Eight short months ago, when Rick Hadala left McKinsey to become
chairman and chief executive of Ammirati Puris Lintas North America,
many an advertising agency went off to do some soul searching. It was
time for some serious analysis of the appropriate stance to take in the
face of ever-encroaching management consultancies.
Yet Hadala’s sudden departure last week enhanced rather than erased the
general agency fear of consultancies. APL’s brave ploy to defend its
capability as a strategic adviser against the likes of McKinsey has
clearly not worked.
The agency says it plans to continue with its integrated strategy,
combining strategic work with more traditional advertising, but this
time it will be under the stewardship of an adman. James Allman has been
appointed chairman and chief executive of the New York office. Most
recently Allman was worldwide account director for Unilever, based in
London, but he has also been chairman of APL’s Latin America division
and its Italian office.
Allman explains: ’APL has an extremely strong strategic planning
competence in New York. We felt we should build on this strength and
hopefully get clients to pay for a service that is not necessarily
linked to an advertising campaign.’ He has every intention of continuing
the drive for strategic integration: ’The concept is not wrong, it’s
just that the person did not work out. But it’s business as usual.’
Hadala’s appointment last year was accompanied by a plethora of positive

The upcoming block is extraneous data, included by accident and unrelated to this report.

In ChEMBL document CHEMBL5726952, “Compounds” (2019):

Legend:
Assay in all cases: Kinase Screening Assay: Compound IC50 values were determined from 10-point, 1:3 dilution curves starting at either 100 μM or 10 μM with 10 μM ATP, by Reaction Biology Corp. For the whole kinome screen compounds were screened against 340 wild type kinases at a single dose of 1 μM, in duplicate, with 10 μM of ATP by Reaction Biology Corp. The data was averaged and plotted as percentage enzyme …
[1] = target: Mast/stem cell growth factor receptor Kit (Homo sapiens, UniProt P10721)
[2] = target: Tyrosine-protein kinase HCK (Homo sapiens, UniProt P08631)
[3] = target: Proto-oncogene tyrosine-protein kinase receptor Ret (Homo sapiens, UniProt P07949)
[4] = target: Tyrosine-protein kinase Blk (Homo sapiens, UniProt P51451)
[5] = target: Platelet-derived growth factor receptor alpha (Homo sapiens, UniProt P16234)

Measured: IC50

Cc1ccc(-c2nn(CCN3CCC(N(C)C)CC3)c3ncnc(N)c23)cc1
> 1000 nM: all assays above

PR from the mouths of the network’s top dogs. APL’s chairman and chief
executive, Martin Puris, said the move was an attempt to expand the
agency’s capabilities. ’The future of communications is a lot broader
than traditional advertising,’ he commented at the time.
He outlined Hadala’s task as looking broadly at brand-building concepts
for clients, starting with product strategy, then a marketing plan and
finally a communications strategy.
The question is whether Hadala’s unpopularity at APL was because he was
attempting to bring about the kind of change that would lead to a better
strategic offer, or if, as the agency makes out, he simply did not get
along with existing management.
Most likely a bit of both. A statement from Puris on Hadala’s departure
said: ’Rick’s strategic consulting skills are formidable and his efforts
to bring change to APL have been appreciated, but differences of opinion
arose that were found to be irreconcilable.’
Perhaps it’s less embarrassing to admit to irreconcilable differences
than it is to a failed attempt at improved integration.
Certainly, Hadala’s departure was swift. Steve Rabosky, who crossed
paths with him in New York for a short spell before he moved to the UK
as chief creative officer, says: ’Most people were surprised that it
He adds: ’Sometimes when the personalities clash it is better to cut it
quick than to let it linger.’